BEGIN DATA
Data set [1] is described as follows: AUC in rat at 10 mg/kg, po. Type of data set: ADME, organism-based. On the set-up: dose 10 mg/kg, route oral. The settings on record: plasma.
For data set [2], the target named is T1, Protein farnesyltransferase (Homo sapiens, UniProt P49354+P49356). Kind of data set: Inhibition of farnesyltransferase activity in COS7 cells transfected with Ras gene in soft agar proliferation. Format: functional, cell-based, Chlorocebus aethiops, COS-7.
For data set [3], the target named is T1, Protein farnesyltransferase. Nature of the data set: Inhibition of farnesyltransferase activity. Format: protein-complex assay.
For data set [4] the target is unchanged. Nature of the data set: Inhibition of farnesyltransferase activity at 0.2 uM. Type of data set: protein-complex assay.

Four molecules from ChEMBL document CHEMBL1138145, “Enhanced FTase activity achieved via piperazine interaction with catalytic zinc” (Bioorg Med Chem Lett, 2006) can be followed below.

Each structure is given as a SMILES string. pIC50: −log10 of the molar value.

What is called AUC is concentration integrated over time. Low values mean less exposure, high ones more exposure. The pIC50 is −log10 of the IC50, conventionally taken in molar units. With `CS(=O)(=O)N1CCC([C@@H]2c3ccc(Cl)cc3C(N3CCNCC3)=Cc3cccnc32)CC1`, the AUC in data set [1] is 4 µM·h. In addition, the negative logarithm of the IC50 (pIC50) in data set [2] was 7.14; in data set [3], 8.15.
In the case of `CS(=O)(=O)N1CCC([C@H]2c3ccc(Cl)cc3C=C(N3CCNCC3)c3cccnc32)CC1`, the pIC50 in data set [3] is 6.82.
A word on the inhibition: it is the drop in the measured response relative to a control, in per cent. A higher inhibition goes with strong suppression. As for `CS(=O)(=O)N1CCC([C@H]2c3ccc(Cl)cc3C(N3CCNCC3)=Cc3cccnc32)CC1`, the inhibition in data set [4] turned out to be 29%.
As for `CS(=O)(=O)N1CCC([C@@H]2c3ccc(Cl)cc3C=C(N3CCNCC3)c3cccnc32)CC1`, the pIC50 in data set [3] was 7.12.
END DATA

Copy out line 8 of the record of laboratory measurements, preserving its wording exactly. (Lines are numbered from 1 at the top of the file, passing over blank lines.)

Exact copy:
In the case of `CS(=O)(=O)N1CCC([C@H]2c3ccc(Cl)cc3C=C(N3CCNCC3)c3cccnc32)CC1`, the pIC50 in data set [3] is 6.82.